Bavarian Nordic’s JYNNEOS is the only U.S. FDA-approved non-replicating smallpox and monkeypox vaccine for preventing disease in adults 18 years of age and older. Initially awarded in April 2020, this new $12M option covers the supply of additional liquid-frozen JYNNEOS doses manufactured in Denmark-based Bavarian Nordic A/S’s new fill and finish facility. Precision Vaccinations

A Global Database of COVID-19 Vaccinations

The Our World in Data COVID-19 vaccination dataset provides a public aggregated global dataset on administered vaccinations. It covers the full period from 13 December 2020—the date the first vaccination data were published—and has been updated regularly ever since. The COVID-19 vaccination dataset is expanding as more countries begin releasing official data on their national vaccination campaigns. As of 7 April 2021, the dataset covers 169 countries. Nature

Airway-on-a-chip Technology Enables COVID-19 Drug Repurposing

Human lung airway cells are grown in one channel of the microfluidic device that is perfused with air, while human blood vessel cells are grown in the other channel, which is perfused with liquid culture medium to replicate blood flow. Cells grown in this device naturally differentiate into multiple airway-specific cell types in proportions that are similar to those in the human airway and develop traits observed in living lungs such as cilia and the ability to produce and move mucus. Drug Target Review

Dengue Virus-Free Defective Interfering Particles Have Potent and Broad Anti-Dengue Virus Activity

This study reports a novel DENV DIP production cell line that can stably produce infectious virus-free DIPs using a combination of lentiviral and retroviral vectors. The DENV DIPs produced from this system can potently inhibit replication of all four DENV serotypes in cells. Communications Biology


The Role of Noncommunicable Diseases in the Pursuit of Global Health Security

The integration of NCDs in health security plans may be limited unless all global frameworks recognize its importance, including GHSA, IHR, and their respective evaluation tools. Surveillance approaches may be challenged by limited access to vulnerable populations. When strengthening laboratory capacity, determining which core NCD assays are suitable for laboratory rather than clinical settings may be difficult. Health Security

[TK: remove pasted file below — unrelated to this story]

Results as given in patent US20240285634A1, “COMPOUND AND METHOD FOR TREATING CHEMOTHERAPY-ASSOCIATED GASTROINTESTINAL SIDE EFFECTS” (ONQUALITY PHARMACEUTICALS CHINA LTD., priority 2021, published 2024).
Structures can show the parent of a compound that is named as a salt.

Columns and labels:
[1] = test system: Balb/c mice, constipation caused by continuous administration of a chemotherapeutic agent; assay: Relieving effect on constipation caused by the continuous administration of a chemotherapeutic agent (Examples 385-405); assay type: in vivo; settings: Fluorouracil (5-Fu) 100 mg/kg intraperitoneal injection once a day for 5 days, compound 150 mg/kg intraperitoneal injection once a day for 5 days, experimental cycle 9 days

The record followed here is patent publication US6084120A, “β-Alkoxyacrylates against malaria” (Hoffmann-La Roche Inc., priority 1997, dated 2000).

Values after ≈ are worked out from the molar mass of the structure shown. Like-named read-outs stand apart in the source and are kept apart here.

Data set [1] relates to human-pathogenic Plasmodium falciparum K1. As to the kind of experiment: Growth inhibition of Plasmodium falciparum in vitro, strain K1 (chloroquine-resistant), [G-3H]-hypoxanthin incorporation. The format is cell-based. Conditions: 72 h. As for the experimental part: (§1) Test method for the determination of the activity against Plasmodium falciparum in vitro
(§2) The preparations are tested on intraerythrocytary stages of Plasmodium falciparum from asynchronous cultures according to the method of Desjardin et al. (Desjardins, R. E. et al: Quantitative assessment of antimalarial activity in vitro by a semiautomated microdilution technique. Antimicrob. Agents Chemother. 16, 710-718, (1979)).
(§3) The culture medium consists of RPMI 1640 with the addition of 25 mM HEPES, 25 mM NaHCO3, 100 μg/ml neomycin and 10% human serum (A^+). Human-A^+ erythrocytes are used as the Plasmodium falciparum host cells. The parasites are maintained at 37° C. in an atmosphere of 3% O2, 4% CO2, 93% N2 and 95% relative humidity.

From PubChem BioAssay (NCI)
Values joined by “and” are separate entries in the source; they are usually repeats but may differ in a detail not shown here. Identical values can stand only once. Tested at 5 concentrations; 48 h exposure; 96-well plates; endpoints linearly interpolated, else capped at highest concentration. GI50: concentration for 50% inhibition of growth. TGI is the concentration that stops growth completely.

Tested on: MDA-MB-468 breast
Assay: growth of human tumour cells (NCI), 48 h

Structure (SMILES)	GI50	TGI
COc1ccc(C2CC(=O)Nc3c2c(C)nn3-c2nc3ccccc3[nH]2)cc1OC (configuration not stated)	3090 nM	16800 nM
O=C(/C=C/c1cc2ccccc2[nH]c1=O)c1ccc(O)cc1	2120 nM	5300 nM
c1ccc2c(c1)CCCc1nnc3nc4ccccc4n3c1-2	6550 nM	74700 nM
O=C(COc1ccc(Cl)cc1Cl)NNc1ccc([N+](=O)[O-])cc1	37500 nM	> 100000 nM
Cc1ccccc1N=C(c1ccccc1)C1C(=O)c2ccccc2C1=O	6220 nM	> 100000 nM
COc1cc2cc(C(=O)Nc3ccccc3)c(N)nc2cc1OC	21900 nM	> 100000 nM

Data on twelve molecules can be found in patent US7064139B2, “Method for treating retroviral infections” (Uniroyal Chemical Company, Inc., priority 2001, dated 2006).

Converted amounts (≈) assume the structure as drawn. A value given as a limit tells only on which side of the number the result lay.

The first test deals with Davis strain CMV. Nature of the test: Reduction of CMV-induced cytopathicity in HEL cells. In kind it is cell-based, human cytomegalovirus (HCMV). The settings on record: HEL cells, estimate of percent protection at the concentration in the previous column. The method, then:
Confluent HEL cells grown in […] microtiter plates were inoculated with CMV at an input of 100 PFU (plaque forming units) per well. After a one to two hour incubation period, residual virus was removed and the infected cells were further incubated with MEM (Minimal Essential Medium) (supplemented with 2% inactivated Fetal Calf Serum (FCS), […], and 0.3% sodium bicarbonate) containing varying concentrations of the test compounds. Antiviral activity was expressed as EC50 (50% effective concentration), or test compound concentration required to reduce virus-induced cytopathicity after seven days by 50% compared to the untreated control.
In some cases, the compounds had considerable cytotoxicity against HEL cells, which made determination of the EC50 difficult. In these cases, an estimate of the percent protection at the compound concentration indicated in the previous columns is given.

Q&A with Former Biodefense Chief Rick Bright on Stopping the Next COVID

What I’m really focused on is that trigger that could have stopped this pandemic: The apolitical, democratic, federated approach, whatever you want to call it — to sharing the early warning signs. There’s so much that governments can do around the world. There’s so much that companies can do around the world. There’s so much NGOs and individuals can do if they just know something bad is about to happen. AP

Experts Call for Sweeping Reforms to Prevent the Next Pandemic

Pandemics, the authors concluded, are an existential threat on the order of a chemical or nuclear weapon, and preparing for them must be the responsibility of the highest levels of political leadership rather than only health departments, often among the least powerful of government agencies. NY Times


The Next Pandemic: Marburg?

A deadly cousin of Ebola, Marburg can kill nine out of ten people it infects, and international travel has taken it from Africa to Europe twice in the past 40 years. Will increasing globalisation make this virus more likely to erupt around the world? Gavi

Ebola Vaccination Starts in Sierra Leone to Prevent New Outbreak

Ebola vaccination kicked off this week in Sierra Leone as the country takes proactive public health measures to protect people at high risk of infection in case of any potential cross-border transmission from neighboring Guinea. The vaccination was launched in Kambia District, a primary international point of entry by road crossing, and of significant economic and commercial importance for Guinea and Sierra Leone.  World Health Organization

On the Verge – New Weapons of Mass Destruction?

In this episode, Dr. Natasha Bajema, Director of the Converging Risks Lab, hosts a follow-on discussion with Colonel (ret) Ron Fizer and the Honorable Andy Weber about the definition of weapons of mass destruction (WMD) and whether or not other technologies and scenarios with the potential for mass effects need to be considered as part of any effort to reboot the 2002 Strategy to Combat Weapons of Mass Destruction (WMD). Council on Strategic Risks

Promising Vaccine Strategy for Filoviruses

Recombinant virus-like particles (VLPs) can protect against EBOV challenge in animals, but manufacturing difficulties have hindered their development as human vaccines. Therefore, the multivalent display of stabilized EBOV GP trimers on protein nanoparticles may provide a promising solution for developing VLP-type subunit vaccines. Nature Communications